If You'd Put $1,000 Into Apple Stock 20 Years Ago, Here's What You'd Have Today

Apple stock has lost more than $500 billion in value since its peak, but its long-term performance tells another story.

Apple stock AAPL stock
(Image credit: Getty Images)

Apple (AAPL (opens in new tab)) stock has rebounded sharply this year after a terrible 2022, but shares still remain well below their all-time high.

Even after gaining nearly 19% for the year-to-date – vs. a 5.8% rise in the S&P 500 – Apple stock is still some 17% below its record close of early 2022. In the process, Apple's market capitalization has dropped to $2.45 trillion from $2.97 trillion – a loss of more than a half-trillion dollars in shareholder value. 

That's painful for anyone who came to the Apple party late, but it's tough to have much pity for truly long-time shareholders. After all, they've enjoyed almost incomparable returns over the past few decades. 

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From January 1990 through December 2020, AAPL stock created $2.67 trillion in shareholder wealth, or an annualized dollar weighted return of 23.5%, according to an analysis by Hendrik Bessembinder, a finance professor at the W.P. Carey School of Business (opens in new tab) at Arizona State University. 

Indeed, per Bessembinder's findings, which account for a stock's increase in market value adjusted for cash flows in and out of the business and other adjustments, Apple is one of the 30 best stocks of the past 30 years

True, AAPL stock traded sideways for the first few years of the 21st century, but an explosion of innovation soon put an end to that. Under the visionary leadership of the late Steve Jobs, Apple essentially reinvented itself for the mobile age, launching revolutionary gadgets such as the iPod, MacBook and iPad.

But what really set Apple on its course to becoming the world's largest publicly traded company – and one of hedge funds' favorite blue chip stocks — was the 2007 debut of the iPhone.

Today, Apple isn't just a purveyor of gadgets; it sells an entire ecosystem of personal consumer electronics and related services. And it's a sticky ecosystem at that.

No less an eminence than Warren Buffett has called the iPhone maker Berkshire Hathaway's (BRK.B (opens in new tab)) "third business," noting Apple fans' fantastic brand loyalty as one reason for being all-in on the stock. (Apple accounts for almost 39% of the value of the Berkshire Hathaway equity portfolio.)

No wonder the iconic tech firm was tapped to become one of the elite 30 Dow stocks. In 2015, Apple replaced AT&T (T (opens in new tab)) in the Dow Jones Industrial Average. 

The Bottom Line on Apple Stock?

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(Image credit: YCharts)

Over the past two decades, Apple stock generated a total return (price change plus dividends) of more than 69,000%, or more than 38% annualized.

Have a look at the above chart and you'll see that if you invested $1,000 in Apple stock 20 years ago, it would be worth more than $695,000 today. By comparison, the same $1,000 invested in the S&P 500 would have theoretically turned into a bit more than $7,300 over the same period.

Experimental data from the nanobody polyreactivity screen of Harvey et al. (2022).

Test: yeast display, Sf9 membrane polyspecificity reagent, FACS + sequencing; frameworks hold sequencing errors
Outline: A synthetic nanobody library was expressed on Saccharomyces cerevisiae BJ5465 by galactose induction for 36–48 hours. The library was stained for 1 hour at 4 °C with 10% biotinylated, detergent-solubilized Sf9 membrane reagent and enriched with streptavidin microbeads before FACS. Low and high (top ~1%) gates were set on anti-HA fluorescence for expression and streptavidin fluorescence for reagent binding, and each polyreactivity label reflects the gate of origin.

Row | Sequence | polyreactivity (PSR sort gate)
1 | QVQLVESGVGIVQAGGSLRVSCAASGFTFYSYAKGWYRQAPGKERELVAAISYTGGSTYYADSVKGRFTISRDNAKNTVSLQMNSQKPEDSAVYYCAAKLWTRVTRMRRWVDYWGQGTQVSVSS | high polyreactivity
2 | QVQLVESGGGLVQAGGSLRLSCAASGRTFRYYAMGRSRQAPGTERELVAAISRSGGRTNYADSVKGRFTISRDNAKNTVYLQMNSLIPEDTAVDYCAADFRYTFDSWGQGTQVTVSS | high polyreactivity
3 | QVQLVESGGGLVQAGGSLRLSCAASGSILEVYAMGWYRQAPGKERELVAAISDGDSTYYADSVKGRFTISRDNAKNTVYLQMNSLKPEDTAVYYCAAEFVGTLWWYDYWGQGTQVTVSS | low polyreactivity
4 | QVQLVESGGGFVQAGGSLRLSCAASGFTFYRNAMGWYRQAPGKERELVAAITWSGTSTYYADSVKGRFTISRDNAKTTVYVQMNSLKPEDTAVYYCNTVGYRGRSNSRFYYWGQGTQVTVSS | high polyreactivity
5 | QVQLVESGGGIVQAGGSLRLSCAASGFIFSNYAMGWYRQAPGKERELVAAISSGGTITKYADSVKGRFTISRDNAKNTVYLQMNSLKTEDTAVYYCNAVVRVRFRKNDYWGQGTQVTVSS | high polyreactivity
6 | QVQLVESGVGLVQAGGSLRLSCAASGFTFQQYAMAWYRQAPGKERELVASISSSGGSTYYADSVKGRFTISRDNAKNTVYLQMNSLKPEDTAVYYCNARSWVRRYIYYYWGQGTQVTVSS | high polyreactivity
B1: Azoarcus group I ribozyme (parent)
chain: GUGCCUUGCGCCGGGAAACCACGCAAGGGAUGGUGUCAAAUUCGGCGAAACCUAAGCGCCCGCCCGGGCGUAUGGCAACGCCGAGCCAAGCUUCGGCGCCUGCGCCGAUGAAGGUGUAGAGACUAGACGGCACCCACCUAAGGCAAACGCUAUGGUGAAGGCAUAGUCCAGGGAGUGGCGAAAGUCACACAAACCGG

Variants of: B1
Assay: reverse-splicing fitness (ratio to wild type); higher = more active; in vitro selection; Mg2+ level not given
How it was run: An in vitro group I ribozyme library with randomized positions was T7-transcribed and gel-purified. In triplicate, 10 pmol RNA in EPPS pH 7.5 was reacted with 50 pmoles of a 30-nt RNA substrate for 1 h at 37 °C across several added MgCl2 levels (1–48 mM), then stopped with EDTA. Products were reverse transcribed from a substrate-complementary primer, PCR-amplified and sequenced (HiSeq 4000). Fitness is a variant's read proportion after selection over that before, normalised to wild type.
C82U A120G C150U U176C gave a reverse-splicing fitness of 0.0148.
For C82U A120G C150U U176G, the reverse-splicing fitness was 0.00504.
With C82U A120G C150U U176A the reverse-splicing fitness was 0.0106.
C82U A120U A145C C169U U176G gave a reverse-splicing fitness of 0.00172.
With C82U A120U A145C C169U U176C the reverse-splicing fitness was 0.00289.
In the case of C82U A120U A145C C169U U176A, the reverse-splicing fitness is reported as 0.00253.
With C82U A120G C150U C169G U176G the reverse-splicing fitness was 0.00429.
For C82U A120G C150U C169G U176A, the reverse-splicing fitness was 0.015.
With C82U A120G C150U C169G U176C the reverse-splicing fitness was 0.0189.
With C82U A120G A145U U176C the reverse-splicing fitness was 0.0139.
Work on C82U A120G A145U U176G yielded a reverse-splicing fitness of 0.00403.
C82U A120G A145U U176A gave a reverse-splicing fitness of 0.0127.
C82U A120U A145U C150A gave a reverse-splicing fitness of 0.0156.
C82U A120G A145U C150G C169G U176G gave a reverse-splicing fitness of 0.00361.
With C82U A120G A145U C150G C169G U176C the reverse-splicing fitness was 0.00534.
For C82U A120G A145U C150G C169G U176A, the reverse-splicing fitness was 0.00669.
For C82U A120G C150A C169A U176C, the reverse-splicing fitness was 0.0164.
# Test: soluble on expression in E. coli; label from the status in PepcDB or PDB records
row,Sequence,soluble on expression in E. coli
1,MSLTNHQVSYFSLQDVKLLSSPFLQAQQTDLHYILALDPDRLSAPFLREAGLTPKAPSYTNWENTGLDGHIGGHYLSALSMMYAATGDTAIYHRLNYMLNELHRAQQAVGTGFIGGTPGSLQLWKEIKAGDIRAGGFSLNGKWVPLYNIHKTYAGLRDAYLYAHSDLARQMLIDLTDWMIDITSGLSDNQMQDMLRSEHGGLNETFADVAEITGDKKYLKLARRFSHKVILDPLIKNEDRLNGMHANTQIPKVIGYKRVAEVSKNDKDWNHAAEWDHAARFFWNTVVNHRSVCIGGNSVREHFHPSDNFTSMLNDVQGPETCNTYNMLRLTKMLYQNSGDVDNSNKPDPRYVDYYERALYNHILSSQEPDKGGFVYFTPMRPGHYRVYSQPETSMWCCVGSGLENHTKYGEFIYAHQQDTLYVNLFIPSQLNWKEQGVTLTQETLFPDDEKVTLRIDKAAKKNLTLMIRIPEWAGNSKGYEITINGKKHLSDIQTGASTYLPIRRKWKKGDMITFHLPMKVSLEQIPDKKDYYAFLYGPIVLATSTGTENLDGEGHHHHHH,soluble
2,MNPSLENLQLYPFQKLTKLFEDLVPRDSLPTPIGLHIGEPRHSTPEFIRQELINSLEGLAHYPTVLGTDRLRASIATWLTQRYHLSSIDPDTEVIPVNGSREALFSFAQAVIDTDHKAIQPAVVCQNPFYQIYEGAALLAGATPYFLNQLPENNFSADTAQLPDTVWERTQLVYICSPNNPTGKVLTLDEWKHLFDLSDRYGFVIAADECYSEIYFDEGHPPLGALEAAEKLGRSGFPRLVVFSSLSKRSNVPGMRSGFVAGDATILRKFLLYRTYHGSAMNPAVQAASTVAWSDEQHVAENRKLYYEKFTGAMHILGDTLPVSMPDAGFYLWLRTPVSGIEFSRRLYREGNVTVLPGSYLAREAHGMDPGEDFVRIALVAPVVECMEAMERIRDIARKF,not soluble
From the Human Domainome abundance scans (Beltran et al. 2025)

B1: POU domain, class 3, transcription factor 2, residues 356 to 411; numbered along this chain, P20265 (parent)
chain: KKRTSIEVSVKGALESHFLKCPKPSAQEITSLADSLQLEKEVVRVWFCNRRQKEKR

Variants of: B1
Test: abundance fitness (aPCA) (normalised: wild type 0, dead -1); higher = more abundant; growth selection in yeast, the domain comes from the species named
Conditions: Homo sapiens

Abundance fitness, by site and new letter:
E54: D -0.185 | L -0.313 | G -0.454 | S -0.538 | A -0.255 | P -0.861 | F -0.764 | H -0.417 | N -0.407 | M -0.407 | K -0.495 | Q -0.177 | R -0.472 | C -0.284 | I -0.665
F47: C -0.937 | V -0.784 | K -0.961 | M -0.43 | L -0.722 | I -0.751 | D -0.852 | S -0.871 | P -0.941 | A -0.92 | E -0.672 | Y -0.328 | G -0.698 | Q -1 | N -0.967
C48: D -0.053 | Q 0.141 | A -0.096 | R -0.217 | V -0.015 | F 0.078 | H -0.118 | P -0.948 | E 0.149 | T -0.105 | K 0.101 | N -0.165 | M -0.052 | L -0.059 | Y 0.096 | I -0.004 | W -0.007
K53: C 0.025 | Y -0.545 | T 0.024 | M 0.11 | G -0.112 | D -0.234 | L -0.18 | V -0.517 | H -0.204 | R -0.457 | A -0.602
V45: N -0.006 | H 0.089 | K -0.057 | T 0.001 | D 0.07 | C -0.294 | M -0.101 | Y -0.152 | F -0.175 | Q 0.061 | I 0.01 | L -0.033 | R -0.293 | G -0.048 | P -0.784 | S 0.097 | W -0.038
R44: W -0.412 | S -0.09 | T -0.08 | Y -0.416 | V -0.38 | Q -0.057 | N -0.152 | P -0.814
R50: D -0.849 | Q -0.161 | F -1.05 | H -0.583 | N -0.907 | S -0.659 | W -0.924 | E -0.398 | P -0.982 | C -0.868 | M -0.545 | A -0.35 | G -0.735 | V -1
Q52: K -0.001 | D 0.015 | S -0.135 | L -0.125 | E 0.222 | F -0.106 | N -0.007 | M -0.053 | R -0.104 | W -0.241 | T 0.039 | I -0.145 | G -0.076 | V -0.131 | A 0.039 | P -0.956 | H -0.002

For those wondering if AAPL stock is a buy at current levels, Wall Street certainly thinks so. Of the 45 analysts covering Apple stock tracked by S&P Global Market Intelligence, 25 rate it at Strong Buy, nine say Buy and nine call it a Hold. One analyst slaps a rare Sell rating on shares, and one has it at Strong Sell. That works out to a consensus recommendation of Buy, with high conviction.

Meanwhile, the Street's average target price of $169 gives AAPL stock implied upside of about 10% over the next 12 months or so. 

Dan Burrows
Senior Investing Writer, Kiplinger.com

Dan Burrows is Kiplinger's senior investing writer, having joined the august publication full time in 2016.

A long-time financial journalist, Dan is a veteran of SmartMoney, MarketWatch, CBS MoneyWatch, InvestorPlace and DailyFinance. He has written for The Wall Street Journal, Bloomberg, Consumer Reports, Senior Executive and Boston magazine, and his stories have appeared in the New York Daily News, the San Jose Mercury News and Investor's Business Daily, among other publications. As a senior writer at AOL's DailyFinance, Dan reported market news from the floor of the New York Stock Exchange and hosted a weekly video segment on equities.

Once upon a time – before his days as a financial reporter and assistant financial editor at legendary fashion trade paper Women's Wear Daily – Dan worked for Spy magazine, scribbled away at Time Inc. and contributed to Maxim magazine back when lad mags were a thing. He's also written for Esquire magazine's Dubious Achievements Awards.

In his current role at Kiplinger, Dan writes about equities, fixed income, currencies, commodities, funds, macroeconomics, demographics, real estate and more.

Dan holds a bachelor's degree from Oberlin College and a master's degree from Columbia University.

Disclosure: Dan does not trade stocks or other securities. Rather, he dollar-cost averages into cheap funds and index funds and holds them forever in tax-advantaged accounts.